Yesterday, Speaker John Boehner (R-OH) gaveled in the GOP takeover of the House. Christening his rein in tears, the self-proclaimed “most transparent person in this town” promised an era of more “honest” and “accountable” government with a set of new House rules to match. But that was yesterday afternoon. By nightfall, the House GOP leadership had already broken key pledges of transparency and accountability. Republicans have already walked back three key promises they touted up through the end of 111th Congress:
— Open Amendment Process Now Closed: Republicans have long complained that Democrats “abused their power in bypassing regular debate” by ignoring “the open rule” which “allows for nearly unlimited amendments and debate.” After a victorious November election, GOP leaders promised “to treat the Democratic minority far differently” by ensuring an open rules process. After all, they had included it in their “Pledge to America.” But now, with their first legislation to repeal the health care law, House Majority Leader Eric Cantor (R-VA) is suggesting the GOP will skip the open rule to avoid potentially embarrassing Democratic amendments. The excuse? It’s a “straightforward document” of a “two-page, straight repeal” so “there’s nothing to amend.” According to Budget Chairman Paul Ryan (R-WI), “there’s no ability” to have open rules because “if you want to have an up-or-down vote, this is how you have to do it. And that is what our pledge was: an up-or-down vote.” Despite demanding the same of the Democrats last year, Republicans now think “some things you don’t need a hearing on.” In response to backlash over his backtrack, Boehner said, “I promised a more open process. I didn’t promise that every single bill was going to be an open bill.”
— $100 Billion Spending Cuts Now “Hypothetical”: Confidently touting their “Pledge to America,” Boehner and his Young Gun squadron reiterated the promise that they’d “save $100 billion dollars in the first year.” Just yesterday, Cantor told reporters that Republicans will soon “spell out” the cuts to obtain that number. But, according to Republican aides, that promise is more “hypothetical” than literal and the actual number “is about HALF the original estimate.” When asked by how much, Ryan said “I can’t tell you by what amount.” When Fox News pressed Rep. Mike Pence (R-IN) about GOP waffling, Pence said anyone who focuses on the $100 billion figure is just “number crunching” and trying to “parse words.”
— Public Access Committee Attendance Now Unfair: In the name of transparency, the initial rule package the House GOP proposed included a provision to make committee attendance public. But (fittingly) “behind closed doors” in the House GOP conference meeting yesterday night, Rep. Louie Gohmert (R-TX) stripped the provision. The excuse? Committees have to stop scheduling hearings at the same time first. Also, “some GOP lawmakers were concerned about getting slammed for missing hearings when they may have extenuating circumstances.” “That’s not a matter of transparency. It’s a matter of inherent unfairness,” Gohmert said.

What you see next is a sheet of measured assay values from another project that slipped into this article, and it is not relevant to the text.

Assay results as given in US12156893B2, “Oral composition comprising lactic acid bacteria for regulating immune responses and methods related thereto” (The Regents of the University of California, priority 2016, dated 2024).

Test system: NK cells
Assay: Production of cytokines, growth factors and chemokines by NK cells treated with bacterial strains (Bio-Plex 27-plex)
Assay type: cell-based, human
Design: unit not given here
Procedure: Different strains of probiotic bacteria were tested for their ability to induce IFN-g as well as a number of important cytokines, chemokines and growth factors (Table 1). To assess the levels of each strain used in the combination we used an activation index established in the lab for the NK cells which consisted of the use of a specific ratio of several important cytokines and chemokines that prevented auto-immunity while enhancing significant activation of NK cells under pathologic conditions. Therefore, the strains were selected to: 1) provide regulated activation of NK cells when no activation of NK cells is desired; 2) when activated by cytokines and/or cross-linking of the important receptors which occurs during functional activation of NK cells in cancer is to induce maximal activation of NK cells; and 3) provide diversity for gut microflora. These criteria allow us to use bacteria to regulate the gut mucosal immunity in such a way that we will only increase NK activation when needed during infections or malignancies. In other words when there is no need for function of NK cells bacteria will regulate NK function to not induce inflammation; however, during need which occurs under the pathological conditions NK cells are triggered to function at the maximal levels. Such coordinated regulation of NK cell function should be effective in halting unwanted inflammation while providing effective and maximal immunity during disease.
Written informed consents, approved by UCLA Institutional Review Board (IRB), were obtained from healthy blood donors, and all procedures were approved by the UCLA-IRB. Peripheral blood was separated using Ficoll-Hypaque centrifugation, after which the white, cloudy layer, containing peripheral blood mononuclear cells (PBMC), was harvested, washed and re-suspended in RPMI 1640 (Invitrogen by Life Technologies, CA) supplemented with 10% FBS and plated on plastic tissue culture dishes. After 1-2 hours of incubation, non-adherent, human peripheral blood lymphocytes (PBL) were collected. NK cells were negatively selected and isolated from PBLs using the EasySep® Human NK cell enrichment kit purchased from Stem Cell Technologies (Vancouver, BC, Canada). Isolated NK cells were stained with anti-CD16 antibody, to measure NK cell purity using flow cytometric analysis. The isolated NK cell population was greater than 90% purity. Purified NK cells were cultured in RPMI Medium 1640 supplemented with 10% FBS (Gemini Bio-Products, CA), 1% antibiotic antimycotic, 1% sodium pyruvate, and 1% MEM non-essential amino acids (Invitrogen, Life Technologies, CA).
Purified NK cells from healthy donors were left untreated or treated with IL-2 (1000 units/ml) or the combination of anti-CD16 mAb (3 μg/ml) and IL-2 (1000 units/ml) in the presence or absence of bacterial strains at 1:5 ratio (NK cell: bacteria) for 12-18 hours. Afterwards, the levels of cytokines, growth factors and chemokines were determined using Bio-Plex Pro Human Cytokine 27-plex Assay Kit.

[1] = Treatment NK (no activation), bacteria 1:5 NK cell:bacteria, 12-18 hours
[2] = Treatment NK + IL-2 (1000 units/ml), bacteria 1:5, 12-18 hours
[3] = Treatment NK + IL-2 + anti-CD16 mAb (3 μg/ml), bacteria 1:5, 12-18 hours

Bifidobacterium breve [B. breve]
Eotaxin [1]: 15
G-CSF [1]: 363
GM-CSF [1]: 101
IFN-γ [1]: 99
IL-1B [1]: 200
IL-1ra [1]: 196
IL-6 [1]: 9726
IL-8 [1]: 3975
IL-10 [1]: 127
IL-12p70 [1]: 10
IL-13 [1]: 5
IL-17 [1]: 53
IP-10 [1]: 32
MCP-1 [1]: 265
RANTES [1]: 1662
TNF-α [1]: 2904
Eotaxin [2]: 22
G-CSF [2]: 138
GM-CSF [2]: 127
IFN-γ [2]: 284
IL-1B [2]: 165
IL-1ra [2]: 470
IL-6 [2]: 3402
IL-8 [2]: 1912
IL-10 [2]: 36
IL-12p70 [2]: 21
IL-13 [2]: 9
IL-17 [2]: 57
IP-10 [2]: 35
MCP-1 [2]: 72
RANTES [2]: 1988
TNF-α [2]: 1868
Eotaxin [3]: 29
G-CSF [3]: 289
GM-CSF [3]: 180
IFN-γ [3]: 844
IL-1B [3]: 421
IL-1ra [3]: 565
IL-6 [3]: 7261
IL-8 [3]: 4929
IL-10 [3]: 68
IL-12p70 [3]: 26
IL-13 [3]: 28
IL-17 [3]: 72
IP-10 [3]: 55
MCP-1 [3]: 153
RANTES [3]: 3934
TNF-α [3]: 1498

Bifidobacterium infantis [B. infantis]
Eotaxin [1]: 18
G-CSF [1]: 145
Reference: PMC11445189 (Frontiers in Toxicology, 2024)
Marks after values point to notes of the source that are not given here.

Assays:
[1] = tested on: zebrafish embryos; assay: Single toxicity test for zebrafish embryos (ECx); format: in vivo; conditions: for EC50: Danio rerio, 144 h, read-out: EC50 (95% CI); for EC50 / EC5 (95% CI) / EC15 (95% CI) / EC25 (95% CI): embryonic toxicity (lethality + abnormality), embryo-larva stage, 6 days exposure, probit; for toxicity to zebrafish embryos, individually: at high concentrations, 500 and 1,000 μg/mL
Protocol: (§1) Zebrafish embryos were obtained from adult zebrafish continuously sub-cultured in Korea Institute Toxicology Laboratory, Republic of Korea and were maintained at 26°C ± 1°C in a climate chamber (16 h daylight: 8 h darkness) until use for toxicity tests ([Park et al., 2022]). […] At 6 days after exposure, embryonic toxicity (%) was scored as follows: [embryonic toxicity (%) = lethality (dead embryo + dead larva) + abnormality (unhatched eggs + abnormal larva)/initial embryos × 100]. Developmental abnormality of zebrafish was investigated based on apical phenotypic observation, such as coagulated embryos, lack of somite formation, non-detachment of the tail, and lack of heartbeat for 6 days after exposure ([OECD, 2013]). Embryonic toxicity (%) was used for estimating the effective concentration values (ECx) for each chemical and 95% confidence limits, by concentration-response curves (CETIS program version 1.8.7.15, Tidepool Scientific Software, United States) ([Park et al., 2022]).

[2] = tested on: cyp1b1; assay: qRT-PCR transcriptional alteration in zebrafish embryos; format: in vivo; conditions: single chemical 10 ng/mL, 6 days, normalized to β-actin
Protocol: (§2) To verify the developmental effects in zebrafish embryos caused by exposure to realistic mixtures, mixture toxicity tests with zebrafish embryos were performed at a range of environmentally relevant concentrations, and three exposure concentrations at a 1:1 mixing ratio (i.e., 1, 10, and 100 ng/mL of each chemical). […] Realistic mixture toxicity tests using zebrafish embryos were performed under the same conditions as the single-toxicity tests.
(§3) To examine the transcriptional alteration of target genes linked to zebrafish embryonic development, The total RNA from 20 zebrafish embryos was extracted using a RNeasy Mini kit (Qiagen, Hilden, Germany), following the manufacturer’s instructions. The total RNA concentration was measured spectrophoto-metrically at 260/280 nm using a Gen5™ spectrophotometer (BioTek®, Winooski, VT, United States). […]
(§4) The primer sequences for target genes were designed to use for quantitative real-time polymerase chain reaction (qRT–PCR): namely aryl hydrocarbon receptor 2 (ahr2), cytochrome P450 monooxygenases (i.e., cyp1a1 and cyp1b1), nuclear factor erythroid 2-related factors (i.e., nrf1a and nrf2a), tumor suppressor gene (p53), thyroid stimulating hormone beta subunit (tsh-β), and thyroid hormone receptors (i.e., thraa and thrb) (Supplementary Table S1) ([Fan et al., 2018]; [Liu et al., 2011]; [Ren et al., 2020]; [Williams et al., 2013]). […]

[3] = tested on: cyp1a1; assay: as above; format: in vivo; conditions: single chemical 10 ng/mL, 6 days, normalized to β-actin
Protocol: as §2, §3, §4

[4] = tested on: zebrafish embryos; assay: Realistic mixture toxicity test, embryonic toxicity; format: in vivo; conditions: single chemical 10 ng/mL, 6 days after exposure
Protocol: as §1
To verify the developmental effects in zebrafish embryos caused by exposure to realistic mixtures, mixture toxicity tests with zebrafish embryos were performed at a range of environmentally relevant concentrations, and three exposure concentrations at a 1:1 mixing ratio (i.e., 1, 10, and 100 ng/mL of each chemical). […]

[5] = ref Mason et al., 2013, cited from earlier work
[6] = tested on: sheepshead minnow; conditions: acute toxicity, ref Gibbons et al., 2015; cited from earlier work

On top of closing the amendment process, the GOP also will exempt the health care repeal bill from their own requirement that all bills be fully paid for. Because the health care law would reduce the deficit by $143 billion through 2019, not only are they backtracking on their own rules, but also their promise to reduce the deficit. According to the non-partisan Congressional Budget Office, the repeal will increase the deficit by $230 billion over the next ten years. Of course — as Republicans prove time and time again — if any policy benefits the wealthy, that lower-deficit banner gets shredded.
But the GOP shows no sign of stopping its self-imposed hypocrisy. The visceral hatred of federal health care has only compelled a few Republicans to match rhetoric with action by forgoing federal health care, while members like Rep. Steve King (R-IA) leave it to others to “stand on principle.” The GOP instead voted down the idea to disclose whether members accept federal health care plan. And despite pledges of greater transparency and fewer backroom deals, House Republicans avowed Ryan, the Chairman of the House Budget Committee, with the power to implement spending levels without ever having them voted upon. Another rule allows Republicans to reallocate the spending cuts that Republicans intend to make (whatever the amount) rather than pay down the deficit, a move some GOP members lambasted as “Washington-style gimmicks.”
The GOP is even undermining its own distorted understanding of the Constitution. Despite promising to include clauses citing the constitutional authority of each bill, not one of the three bills the GOP plans to introduce this week — health care repeal, congressional budget cuts, and instruction for new health care legislation — currently include the constitutional citation. Whether the citations will be available when the bills hit the floor remains to be seen.
While remarkably brazen, the hypocritical actions of the House GOP are not surprising. “That’s what they were going to do. Wasn’t it?” said former House Rules Committee Chair Rep. Louise Slaughter (D-NY). “It’s the first day, and they’ve violated everything they said they were going to do.” Who knows what day two will bring.